We get the leaders we deserve

April 27, 1994|By Rene J. Muller

Richard Nixon divided Americans as few presidents before or since him have. The following article, which originally appeared in the Sept. 29, 1972 issue of the Johns Hopkins News-Letter, is excerpted from Rene J. Muller's "Alembics: Baltimore Sketches, Etc.," published by Icarus Books in 1992

IN A government such as ours we get no better leaders than we elect. In 1968, a plurality of American voters chose Richard Nixon to be the 37th president of the United States. We did this having had sufficient opportunity to know the record and the character of this man, who held national office for 14 years and had been a rather public private citizen for eight more.

It is not hard to recall that 1968 was a year of tragedy and convulsion for this country. When its citizens were frightened and divided, Nixon appealed to what was worst in us and we -- the silent majority -- responded affirmatively. Since his election he has made decisions that have exacerbated many of the problems he inherited and deepened the sense of opprobrium every sentient American must feel, whether these feelings are acknowledged or not.

We failed as a nation the day we elected Richard Nixon; we failed because we should have known better. For a man aspiring to the presidency, the tenor of his years as congressman, senator and vice president suggested that he had less character than the minimum required.

Even more disturbing than his 1946 campaign in California for Jerry Voorhis' congressional seat, his ravenous embrace of the McCarthy hysteria of the early '50s, or any number of other specific political acts that could be mentioned, is the absence anywhere in Nixon's career of a decision or choice that seems to have involved any kind of moral consideration.

Jung makes the distinction between the self and the persona, that mask an individual presents to the world as himself. In anyone's life there is considerable incongruity between self and persona, but with Richard Nixon the self seems to have been all but absorbed by the mask. Garry Wills has described Nixon as a self-made man who is utterly self-destroyed.

So, what does a self-destroyed man do when confronted with the kind of decisions that come to a U.S. president? He acts to preserve the mask, which in Nixon's case is principally his career. Nixon's self, from which any morally motivated act would have to originate, is simply too weak to compete with the drive to perpetuate the mask.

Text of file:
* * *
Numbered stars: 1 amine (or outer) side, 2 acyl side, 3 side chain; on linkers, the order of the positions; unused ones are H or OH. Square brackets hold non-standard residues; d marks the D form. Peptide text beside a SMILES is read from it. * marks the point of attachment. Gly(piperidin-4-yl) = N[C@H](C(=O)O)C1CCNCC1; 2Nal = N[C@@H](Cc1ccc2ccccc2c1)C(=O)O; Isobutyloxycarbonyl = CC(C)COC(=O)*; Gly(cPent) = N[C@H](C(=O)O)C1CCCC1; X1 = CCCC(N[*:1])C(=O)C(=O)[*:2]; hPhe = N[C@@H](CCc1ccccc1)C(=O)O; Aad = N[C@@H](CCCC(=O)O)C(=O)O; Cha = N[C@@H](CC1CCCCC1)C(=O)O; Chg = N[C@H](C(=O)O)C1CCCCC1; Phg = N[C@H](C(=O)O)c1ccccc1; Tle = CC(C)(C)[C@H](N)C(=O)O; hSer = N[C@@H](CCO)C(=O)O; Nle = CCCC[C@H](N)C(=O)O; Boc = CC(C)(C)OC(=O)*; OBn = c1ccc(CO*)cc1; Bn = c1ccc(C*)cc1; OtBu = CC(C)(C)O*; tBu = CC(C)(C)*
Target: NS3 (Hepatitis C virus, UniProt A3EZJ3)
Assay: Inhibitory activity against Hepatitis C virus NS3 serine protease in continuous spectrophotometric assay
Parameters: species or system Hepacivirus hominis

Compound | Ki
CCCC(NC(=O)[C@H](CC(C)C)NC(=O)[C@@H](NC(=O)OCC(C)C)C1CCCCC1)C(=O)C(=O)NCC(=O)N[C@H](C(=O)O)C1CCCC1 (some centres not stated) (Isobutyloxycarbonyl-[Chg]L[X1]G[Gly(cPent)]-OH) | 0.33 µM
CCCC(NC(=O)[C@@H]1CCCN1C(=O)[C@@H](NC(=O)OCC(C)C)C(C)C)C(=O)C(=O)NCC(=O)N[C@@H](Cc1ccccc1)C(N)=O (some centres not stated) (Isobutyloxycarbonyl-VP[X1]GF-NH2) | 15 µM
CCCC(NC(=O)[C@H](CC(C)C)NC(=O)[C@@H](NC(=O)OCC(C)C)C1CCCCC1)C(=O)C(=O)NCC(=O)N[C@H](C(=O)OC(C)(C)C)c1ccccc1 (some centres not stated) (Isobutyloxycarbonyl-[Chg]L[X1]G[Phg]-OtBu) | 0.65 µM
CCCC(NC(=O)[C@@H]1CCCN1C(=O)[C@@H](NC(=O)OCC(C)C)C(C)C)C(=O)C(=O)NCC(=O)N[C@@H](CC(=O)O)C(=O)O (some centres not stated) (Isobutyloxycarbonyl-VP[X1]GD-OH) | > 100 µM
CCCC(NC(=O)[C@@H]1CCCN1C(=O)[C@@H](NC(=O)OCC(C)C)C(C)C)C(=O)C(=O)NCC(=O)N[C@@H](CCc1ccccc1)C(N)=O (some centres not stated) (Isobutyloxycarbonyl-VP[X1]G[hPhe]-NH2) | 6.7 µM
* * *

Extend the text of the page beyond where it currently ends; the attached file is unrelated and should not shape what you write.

One of Nixon's first decisions after being nominated four years ago was to select Spiro Agnew as his running mate, with the explanation that if anything should happen to the president, Agnew would be the man best qualified to take over. Considering the ambience of political violence during that spring and summer, it is hard to see how such a decision -- and such an explanation -- could have resulted from deliberation within a morally impressionable self. An intriguing interpretation is that the choice of Agnew was directed by a blind need to preserve the mask from the threat of annihilation, in that by assuring no advantage would result, Nixon could at least reduce the chance of a "rational" assassination.

By 1968 it was clear that most Americans wanted to get out of Vietnam. The question was how, and under what circumstances. During the campaign Nixon said he had a plan to end the war, but he did not reveal it. We know now that plan was Vietnamization, and that it was doomed. Vietnamization meant more Americans, South Vietnamese and North Vietnamese lives lost (more than one third of the Americans who died in Vietnam have died since Nixon took office); more physical destruction of both North and South Vietnam; more money diverted from the U.S. economy, which could have gone toward limiting a serious recession. And for what? A non-communist government in South Vietnam and a chance to leave with "honor"?

By 1968 the specter of a communist monolith had diminished and, with it, the argument that a friendly Southeast Asia was necessary to our security. It was also pretty clear that no &L long-term victory for the South was likely without massive and continuing assistance from us. Why then did Nixon persist with the war when the moral reasons for ending the fighting there we so compelling? He did so because these moral arguments cut no ice with him, because they did not impinge on the process of his making the decision at all. Richard Nixon is not, as has been suggested, an immoral man; he is an amoral man.

To Nixon, "honor" meant not losing face, the persona, the mask. He could not be the first American president to preside over what he considered a military defeat because the marginal self of this self-absorbed man could not absorb and withstand that blow to the face.

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